Don't expect Brian Butler to tell you anything about his life before he took up black magic. He's vague and evasive about his past, as are most apostles of the notorious occult leader Aleister Crowley, whom the British newspaper John Bull in 1923 dubbed “the wickedest man in the world.”
Like Crowley, Butler doesn't like to talk about personal details or specifics. “It feels like a job interview,” he says. But who exactly is Brian Butler, anyway?
Good question. He's a musician, artist, writer and filmmaker who also works in Anger Management. That is, with Kenneth Anger, author of the movie industry's two-volume gossip bible, Hollywood Babylon, and director of underground films such as Scorpio Rising (1964) and Invocation of My Demon Brother (1969), a “cinematic spell” that may, in fact, have summoned Butler himself.
The two met more than 10 years ago, when Butler was producing video segments for Disinformation, which aired on the U.K.'s Channel 4. He has proved himself a torchbearer to Anger's creative legacy, producing the octogenarian's newest works, most recently acting as creative director on a short film for Missoni's 2011 fall/winter campaign.
Butler also directed the short film Night of Pan, featuring Vincent Gallo, with a rare cameo by Anger, who reveals an impressive tattoo of the word Lucifer across his chest.
In addition to working together, Anger and Butler share an interest in “magick.” Yes, that's magick with a “k,” something Crowley added to distinguish the craft from stage shows.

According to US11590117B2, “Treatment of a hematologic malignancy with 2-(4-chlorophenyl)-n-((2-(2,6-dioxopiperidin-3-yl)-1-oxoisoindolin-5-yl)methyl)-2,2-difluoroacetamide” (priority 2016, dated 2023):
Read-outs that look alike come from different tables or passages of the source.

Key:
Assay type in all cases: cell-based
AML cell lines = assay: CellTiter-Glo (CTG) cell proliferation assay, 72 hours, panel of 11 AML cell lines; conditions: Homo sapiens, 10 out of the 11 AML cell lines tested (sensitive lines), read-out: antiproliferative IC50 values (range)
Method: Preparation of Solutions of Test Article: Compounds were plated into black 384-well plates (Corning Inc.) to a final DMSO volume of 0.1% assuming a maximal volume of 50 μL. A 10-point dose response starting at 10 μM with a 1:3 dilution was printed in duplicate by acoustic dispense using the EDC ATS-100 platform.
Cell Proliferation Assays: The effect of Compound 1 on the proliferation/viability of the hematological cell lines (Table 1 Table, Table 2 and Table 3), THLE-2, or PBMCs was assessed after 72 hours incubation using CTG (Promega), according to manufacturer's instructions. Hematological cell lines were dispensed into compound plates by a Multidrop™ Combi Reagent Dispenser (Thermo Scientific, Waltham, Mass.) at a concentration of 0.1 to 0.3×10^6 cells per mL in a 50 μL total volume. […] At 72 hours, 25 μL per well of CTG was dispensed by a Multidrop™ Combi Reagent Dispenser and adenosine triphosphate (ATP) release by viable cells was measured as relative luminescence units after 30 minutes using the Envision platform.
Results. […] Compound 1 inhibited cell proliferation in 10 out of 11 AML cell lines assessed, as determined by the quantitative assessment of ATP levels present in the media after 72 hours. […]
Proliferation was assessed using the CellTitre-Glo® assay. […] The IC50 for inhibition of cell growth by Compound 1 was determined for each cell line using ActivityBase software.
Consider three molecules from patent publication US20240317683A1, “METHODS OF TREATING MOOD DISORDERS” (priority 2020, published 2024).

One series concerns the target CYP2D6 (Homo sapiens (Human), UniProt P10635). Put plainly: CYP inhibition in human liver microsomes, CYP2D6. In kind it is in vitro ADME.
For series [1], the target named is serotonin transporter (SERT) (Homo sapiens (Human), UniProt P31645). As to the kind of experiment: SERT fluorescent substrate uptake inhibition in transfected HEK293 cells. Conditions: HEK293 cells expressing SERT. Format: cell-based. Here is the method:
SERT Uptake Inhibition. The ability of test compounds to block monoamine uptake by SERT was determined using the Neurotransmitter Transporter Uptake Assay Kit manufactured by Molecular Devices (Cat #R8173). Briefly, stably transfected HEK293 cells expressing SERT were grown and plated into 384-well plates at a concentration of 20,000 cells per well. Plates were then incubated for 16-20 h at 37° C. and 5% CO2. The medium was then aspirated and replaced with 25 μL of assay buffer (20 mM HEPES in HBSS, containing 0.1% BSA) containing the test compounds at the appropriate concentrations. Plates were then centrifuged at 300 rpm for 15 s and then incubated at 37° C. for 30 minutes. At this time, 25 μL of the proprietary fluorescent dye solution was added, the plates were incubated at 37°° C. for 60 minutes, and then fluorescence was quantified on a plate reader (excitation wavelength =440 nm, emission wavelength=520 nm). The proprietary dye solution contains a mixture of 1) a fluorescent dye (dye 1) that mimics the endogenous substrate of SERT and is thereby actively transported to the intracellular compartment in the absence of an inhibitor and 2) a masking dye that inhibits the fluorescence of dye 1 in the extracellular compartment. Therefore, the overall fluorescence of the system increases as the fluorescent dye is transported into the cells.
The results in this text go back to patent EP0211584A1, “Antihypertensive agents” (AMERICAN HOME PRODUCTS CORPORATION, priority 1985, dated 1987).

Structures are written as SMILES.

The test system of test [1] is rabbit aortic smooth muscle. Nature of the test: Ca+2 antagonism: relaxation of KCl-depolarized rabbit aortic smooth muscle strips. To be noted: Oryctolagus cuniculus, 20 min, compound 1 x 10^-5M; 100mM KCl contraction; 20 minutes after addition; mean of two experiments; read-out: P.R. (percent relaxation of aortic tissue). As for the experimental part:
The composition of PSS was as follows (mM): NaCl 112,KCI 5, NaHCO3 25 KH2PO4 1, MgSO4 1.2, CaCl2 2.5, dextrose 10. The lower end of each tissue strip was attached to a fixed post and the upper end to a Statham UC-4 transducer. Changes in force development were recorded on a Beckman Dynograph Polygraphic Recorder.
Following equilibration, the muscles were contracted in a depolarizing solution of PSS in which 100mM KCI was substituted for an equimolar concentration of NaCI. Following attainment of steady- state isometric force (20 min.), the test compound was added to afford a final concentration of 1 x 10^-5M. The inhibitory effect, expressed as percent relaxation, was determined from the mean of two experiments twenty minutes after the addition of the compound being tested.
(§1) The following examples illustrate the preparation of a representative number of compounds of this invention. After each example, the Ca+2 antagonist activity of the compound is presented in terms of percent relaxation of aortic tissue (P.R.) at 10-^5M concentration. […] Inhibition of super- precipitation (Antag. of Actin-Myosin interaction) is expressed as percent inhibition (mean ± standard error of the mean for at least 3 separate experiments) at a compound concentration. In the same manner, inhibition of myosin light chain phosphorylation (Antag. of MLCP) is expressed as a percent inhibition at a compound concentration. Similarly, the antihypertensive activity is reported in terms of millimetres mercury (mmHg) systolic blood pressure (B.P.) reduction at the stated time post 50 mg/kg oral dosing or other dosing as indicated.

Butler first became acquainted with Crowley after reading his book Magick in Theory and Practice. But he steers clear of other followers of Thelema, Crowley's surviving sect.
“I don't believe someone else can define good and evil for me,” Butler says. “As soon as you define yourself, you limit yourself.”
So instead of joining their society, Butler is content to resist its constraints, seeing people in groups as having a restricted view of the world.
By contrast, Butler's own form of “magick” gives him the freedom to experience a kind of fascination and excitement that are best translated on film, a medium he uses to cast visual spells over audiences. Recent projects include a music video for the Black Lips song “Modern Art,” shot on location in New Orleans; and short film The Dove and the Serpent, an exploration of the alchemical process that was filmed in Normandy, France (its title is a reference to the hermetic principle “As above, so below”).
But the real question: Is Butler ever surprised when his magick works?
“The results are maybe what you'd expect,” he says, “but it's outside consciousness.”
Don't try to categorize or define the nature of the unknown, because according to Brian Butler, it doesn't exist on the material plane.
“You don't think about how or why it's happening,” he says. “Practicing magick is like living in a dream state. As soon as you think about it, it's gone.”